TN 16 (04-11)
GN 04440.118 Substitution of Judgment (SOJ) in the Quality Review (QR) Process
A. Introduction to SOJ
Federal quality reviewers assess the conformance of the adjudicating component's determinations to the regulations, rulings, and Program Operations Manual System (POMS), and to the documented facts in the case. Quality reviewers cite deficiencies when the adjudicating component's disability determination clearly contradicts the evidence, when the evidence is insufficient to support a determination, or when the determination does not meet a specific procedural or technical requirement. See Determining Whether SOJ is at Issue GN 04440.119D.
However, the disability determination process is inherently judgmental and situations occur in which the file is fully documented and the adjudicating component and the review component both considered all the facts, but arrived at different or opposite disability determinations. When this occurs, the quality reviewer must decide whether to cite a group I or group II decisional deficiency or whether the decision regarding the issue of disability constitutes SOJ on the part of the reviewer.
For a capsule explanation of SOJ, see GN 04440.003.
For an explanation of SOJ and the medical consultant’s and psychological consultant’s medical review, see GN 04440.130B.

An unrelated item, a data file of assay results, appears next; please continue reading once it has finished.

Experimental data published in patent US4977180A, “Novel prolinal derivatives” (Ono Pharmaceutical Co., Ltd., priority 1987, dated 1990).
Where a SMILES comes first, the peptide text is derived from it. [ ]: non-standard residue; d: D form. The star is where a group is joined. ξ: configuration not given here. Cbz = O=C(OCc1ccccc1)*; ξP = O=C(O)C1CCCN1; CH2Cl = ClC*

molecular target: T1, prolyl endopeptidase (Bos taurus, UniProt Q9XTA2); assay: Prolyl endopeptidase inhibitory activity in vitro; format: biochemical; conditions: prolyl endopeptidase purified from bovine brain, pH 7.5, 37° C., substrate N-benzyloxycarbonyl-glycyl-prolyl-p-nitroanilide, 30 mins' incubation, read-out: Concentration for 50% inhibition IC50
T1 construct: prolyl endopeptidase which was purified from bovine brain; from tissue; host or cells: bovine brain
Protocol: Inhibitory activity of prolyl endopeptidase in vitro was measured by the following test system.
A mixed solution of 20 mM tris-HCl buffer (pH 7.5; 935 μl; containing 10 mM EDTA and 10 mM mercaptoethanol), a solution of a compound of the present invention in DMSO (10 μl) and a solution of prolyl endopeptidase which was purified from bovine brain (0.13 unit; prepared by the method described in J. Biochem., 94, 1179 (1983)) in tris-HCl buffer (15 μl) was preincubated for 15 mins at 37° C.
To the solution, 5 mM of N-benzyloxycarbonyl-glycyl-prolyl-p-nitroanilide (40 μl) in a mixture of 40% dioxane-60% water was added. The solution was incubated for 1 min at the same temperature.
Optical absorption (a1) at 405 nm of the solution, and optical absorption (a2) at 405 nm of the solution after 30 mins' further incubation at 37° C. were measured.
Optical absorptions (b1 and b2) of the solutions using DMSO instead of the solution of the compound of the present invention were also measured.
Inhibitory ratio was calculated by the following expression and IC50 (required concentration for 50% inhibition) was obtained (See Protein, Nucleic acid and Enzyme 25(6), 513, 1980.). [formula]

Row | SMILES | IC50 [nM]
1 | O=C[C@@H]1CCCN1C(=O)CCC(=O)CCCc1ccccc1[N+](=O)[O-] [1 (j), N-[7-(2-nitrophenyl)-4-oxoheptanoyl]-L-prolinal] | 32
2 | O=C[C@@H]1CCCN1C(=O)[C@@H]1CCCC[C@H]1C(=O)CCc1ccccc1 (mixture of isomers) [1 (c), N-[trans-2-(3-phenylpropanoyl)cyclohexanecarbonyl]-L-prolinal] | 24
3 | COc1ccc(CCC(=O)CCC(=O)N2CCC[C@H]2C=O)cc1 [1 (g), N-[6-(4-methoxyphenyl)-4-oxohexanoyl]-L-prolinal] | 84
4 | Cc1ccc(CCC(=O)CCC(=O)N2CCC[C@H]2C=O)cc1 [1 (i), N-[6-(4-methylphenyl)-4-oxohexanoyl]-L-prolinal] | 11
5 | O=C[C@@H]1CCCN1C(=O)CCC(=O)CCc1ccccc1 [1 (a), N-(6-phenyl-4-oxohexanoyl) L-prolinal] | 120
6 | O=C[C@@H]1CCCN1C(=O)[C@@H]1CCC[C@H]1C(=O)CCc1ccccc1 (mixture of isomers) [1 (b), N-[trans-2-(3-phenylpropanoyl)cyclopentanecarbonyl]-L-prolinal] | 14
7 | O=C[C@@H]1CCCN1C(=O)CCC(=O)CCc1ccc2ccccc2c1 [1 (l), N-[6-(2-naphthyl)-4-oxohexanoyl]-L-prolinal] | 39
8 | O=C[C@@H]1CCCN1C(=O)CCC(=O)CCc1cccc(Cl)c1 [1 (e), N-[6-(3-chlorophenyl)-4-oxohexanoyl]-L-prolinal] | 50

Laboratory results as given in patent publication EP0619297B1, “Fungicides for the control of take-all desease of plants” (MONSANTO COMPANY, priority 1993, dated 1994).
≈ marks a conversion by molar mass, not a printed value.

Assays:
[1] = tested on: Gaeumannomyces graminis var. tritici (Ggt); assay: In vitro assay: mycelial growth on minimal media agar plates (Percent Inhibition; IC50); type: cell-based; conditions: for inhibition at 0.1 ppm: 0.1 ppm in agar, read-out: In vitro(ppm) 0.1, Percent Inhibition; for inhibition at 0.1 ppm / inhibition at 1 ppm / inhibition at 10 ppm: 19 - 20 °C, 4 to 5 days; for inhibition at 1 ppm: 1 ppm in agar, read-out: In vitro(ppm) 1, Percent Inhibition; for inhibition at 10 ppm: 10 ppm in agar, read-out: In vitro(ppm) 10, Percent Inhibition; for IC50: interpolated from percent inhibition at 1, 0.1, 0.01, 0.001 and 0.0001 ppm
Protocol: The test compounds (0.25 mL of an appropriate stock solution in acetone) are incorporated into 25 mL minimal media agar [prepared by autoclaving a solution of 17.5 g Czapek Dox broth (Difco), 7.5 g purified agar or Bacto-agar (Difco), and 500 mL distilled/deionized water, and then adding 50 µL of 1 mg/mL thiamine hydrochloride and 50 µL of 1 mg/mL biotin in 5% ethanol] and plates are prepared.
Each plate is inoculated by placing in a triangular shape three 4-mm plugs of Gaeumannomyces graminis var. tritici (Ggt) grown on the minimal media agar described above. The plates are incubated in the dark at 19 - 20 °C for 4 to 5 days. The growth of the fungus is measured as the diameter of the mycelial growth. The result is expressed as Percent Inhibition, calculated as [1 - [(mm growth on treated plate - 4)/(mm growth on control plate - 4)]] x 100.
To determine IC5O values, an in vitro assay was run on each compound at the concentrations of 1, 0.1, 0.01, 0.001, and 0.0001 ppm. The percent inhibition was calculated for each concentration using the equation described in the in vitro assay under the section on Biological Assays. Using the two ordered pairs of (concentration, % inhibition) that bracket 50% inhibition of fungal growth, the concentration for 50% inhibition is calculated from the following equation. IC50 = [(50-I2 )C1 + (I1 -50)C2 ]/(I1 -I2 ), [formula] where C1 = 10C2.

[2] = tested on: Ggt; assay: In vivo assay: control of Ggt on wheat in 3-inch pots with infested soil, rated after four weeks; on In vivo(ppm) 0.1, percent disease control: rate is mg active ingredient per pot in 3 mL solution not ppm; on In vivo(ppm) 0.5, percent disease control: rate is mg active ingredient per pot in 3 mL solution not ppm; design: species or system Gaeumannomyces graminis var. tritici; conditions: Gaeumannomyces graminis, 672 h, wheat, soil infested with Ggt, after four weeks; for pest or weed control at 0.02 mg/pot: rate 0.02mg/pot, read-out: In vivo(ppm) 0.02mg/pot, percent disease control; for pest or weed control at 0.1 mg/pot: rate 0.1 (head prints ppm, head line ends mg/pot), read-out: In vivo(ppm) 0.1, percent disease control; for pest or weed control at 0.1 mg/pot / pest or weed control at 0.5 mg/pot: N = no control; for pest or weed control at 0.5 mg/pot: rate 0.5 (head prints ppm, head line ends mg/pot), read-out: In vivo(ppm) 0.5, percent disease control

B. Policy on SOJ
Federal quality reviewers must avoid substituting their judgment for the judgment of the adjudicating component's physicians and examiners, when the adjudicating component's disability determination is equally supportable, based on the evidence and documentation in file and the examiner has fully documented the file. In such instances, the review component will not cite a group I or group II decisional deficiency even though, after considering all the facts, they believe that the evidence directs a different or opposite determination than the adjudicating component's determination.
The intent of the SOJ policy is to ensure that review components do not cite decisional deficiencies unless the adjudicating component has clearly not followed specific policy or procedure or the evidence does not support the determination. If it is clear that the determination at issue is not within disability program policy guidelines, then the review component will cite a group I or group II decisional deficiency.
NOTE: The concept of SOJ applies only when determining whether a group I or group II decisional deficiency exists. SOJ does not apply when determining whether a documentation deficiency exists.